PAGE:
February 25, 2024
Refinery Catalyst

Advancements in Petroleum Refinery Catalysts Enhancing Efficiency, Safety, and Environmental Performance

Fluid Catalytic Cracking

Fluid catalytic cracking (FCC) is one of the most important conversion processes in a petroleum refinery. It is used to convert the high-boiling, high-molecular weight hydrocarbon fractions of petroleum crude oils into more valuable gasoline, olefin gases, and other products. This is done by cracking the molecules with the addition of a catalyst.

FCC units use a circulating fluidized bed of zeolite-based catalyst to crack large hydrocarbon molecules into smaller, more useful ones. Around 200-300°C, the catalyst acts as a solid acid to catalyze cracking reactions. Larger molecules like gas oil are contacted with hot catalyst particles in the reactor riser section. Here the molecules crack, producing lighter molecules as well as coke which deposits on the catalyst. The cracked molecules separate from the catalyst in the reactor.

The catalyst is then regenerated by burning off the coke in the regenerator unit using air at high temperature around 590-720°C. The regenerated catalyst is recirculated to the reactor to continue cracking reactions. Over time, the catalyst deactivates due to loss of activity from deposited carbon and needs to be replaced to maintain conversion levels. A single FCC unit can process from 70,000 to 150,000 barrels of feed per day.


Another important refinery process is alkylation, which is used to combine isobutane with butylene to produce alkylate – a high-octane component of gasoline. Alkylation involves acid catalysis using either hydrofluoric acid or solid acid zeolite catalysts like H-ZSM-5.

Hydrofluoric acid (HF) alkylation has been the dominant technology since the 1950s due to its high activity and ability to produce high-octane alkylate product directly. However, HF is toxic and corrosive, requiring specialized equipment and substantial investment in safety systems. As a result, many refiners are shifting to solid acid catalyst (SAC) technology which uses zeolite catalyst pills.

SAC units offer significant safety benefits over HF as zeolite catalysts are non-toxic. They also have lower capital and operating costs. The catalyst requires periodic replacement but yields a cleaner burning product. Alkylation plays an important role in providing high-octane components for clean gasoline blends.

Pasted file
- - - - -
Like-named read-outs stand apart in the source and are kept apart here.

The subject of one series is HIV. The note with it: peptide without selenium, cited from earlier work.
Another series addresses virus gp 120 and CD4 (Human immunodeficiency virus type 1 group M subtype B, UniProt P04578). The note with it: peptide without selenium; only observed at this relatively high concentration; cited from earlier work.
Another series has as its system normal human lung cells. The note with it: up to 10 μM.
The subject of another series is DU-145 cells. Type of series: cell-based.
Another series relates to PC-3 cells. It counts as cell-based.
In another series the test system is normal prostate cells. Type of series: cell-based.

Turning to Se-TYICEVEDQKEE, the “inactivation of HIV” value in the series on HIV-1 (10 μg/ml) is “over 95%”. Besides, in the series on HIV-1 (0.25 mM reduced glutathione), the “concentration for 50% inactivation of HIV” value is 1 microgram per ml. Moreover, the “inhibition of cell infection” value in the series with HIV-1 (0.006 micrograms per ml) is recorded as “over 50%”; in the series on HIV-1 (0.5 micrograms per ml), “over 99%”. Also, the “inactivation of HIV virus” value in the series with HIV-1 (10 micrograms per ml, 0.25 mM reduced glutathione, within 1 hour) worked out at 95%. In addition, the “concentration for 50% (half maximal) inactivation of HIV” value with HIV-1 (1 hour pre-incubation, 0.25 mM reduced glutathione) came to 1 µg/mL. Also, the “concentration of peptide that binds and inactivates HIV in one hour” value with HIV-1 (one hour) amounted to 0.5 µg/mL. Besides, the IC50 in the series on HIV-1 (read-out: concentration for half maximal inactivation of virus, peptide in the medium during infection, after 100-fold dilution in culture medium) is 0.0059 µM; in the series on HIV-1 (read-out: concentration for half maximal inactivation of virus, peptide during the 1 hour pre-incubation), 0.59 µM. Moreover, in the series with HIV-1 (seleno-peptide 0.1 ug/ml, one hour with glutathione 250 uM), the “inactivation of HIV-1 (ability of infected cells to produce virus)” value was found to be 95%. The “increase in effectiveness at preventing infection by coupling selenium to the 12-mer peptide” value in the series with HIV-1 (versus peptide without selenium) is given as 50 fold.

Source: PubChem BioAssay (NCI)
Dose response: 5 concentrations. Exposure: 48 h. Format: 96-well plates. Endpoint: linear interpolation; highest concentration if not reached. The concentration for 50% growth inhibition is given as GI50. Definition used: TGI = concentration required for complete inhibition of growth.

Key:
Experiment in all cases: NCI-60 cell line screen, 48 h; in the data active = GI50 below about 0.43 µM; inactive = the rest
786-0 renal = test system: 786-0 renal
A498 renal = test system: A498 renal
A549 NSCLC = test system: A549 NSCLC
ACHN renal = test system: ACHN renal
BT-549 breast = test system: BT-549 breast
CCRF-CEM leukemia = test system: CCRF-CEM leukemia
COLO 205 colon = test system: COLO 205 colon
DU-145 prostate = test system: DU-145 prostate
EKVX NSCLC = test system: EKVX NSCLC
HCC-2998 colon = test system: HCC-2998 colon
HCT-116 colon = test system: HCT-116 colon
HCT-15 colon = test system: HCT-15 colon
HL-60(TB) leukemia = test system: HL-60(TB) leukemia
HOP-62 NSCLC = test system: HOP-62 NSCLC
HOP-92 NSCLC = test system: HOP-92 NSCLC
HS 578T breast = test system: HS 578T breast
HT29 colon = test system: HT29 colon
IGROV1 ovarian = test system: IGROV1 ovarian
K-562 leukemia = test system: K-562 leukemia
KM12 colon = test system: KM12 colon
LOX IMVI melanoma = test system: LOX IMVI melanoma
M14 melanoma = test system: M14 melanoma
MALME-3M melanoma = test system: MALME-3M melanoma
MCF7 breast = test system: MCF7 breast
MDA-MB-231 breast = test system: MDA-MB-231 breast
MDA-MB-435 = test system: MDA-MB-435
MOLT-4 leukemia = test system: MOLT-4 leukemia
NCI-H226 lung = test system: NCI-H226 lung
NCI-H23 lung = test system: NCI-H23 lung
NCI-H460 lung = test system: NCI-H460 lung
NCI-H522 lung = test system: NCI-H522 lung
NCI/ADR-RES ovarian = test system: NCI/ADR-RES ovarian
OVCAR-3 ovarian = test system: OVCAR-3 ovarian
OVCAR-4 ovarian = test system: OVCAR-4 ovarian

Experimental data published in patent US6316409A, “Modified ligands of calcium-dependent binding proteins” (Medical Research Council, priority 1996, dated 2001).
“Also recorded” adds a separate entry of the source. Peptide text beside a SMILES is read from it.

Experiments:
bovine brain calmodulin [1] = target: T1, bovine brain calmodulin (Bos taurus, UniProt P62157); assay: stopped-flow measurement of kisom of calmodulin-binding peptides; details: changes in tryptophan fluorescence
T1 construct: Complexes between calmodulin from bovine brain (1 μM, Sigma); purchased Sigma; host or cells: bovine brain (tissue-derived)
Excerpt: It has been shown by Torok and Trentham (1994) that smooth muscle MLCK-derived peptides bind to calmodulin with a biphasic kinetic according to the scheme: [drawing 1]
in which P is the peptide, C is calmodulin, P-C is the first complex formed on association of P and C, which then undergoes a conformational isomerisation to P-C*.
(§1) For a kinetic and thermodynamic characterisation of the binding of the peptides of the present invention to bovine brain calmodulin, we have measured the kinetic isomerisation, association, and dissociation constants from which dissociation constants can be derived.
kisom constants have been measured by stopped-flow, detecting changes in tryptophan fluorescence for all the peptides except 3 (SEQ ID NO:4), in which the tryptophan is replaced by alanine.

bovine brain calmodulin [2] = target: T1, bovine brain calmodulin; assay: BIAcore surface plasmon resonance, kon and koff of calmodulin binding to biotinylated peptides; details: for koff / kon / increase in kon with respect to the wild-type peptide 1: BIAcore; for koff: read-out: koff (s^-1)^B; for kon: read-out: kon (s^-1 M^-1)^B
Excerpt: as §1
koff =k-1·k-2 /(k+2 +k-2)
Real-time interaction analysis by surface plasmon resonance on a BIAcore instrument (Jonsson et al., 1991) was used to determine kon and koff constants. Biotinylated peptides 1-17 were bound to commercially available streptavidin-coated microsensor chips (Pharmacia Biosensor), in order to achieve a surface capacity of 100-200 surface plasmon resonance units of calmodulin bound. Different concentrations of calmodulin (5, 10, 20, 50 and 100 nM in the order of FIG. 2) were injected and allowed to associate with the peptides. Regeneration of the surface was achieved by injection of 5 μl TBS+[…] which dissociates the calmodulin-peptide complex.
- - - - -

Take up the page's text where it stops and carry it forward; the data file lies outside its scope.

Reforming Catalysts

Reforming or octane enhancement is another major conversion process that increases the octane rating of naphthas or straight-run gasoline. It does this through catalyst-mediated chemical reactions like dehydrogenation, dehydrocyclization and isomerization.

Platinum catalysts dispersed on chlorided alumina carriers are primarily used for reforming. They promote the cracking of rings and removal of hydrogen from molecules to form high-octane aromatics. The catalysts are regenerated continuously to remove coke deposits. Periodically, platinum leaving the support requires replacement of the reforming catalyst.

Multiple heatings and contacts with hot catalyst particles allows the reactions to proceed. Reforming significantly increases the research octane numbers (RON) of feedstock. This allows the production of higher-octane gasoline grades with lower aromatics content, meeting environmental regulations. Reforming is a mainstay process for refiners aiming to maximize Spark Ignition (SI) engine fuel volumes and quality.

Hydroprocessing Catalysts

Hydroprocessing involves the use of hydrogen with Refinery Catalyst for the removal of pollutants from petroleum feedstocks to produce cleaner fuels and products. Important hydroprocessing units include hydrotreaters, hydrocrackers and hydrodesulfurization (HDS) units.

Hydrotreaters use cobalt-molybdenum or nickel-molybdenum catalysts supported on alumina to catalytically hydrogenate and desulfurize distillate fuels. This process removes impurities like sulfur, nitrogen and aromatics which are harmful automobile emissions. The sulfur needs to be reduced to meet stringent environmental regulations around the world.

Similarly, HDS units are designed specifically to ultra-deep desulfurize fuels to single digit ppm sulfur or lower levels. Precious metal catalysts like nickel-molybdenum or various formulations with cobalt-molybdenum are used. The catalyst sulfur capacity diminishes over time requiring periodic replacement to maintain removal efficiency.

Hydrocrackers and residue hydrotreating use more robust multi-metallic catalyst formulations to crack and desulfurize heavier residual oil feedstock under severe conditions. This produces lighter, lower-sulfur products.

Catalyst Advancements

Constant evolution of catalyst formulations helps refiners maximize asset utilization and meet ever-stricter environmental standards. Development of tailored new catalysts can also open up opportunities like processing heavier or more difficult feeds.

Some areas researchers are working on include:
1) Higher activity, longer life catalysts to improve run lengths and reduce replacement costs
2) Developing multi-functional catalysts
3) Greener, non-toxic catalyst formulations
4) Nanoparticle catalyst designs for superior performance
5) Use of artificial intelligence for accelerated catalyst discovery and design optimization

These advancements will be crucial for the industry to adapt to disruptions like the energy transition and ensure viability of refining operations in the future. Catalyst innovations will play an important supporting role as refiners produce more specialized products from a variety of crude feedstocks.

1. Source: Coherent Market Insights, Public sources, Desk research
2. We have leveraged AI tools to mine information and compile it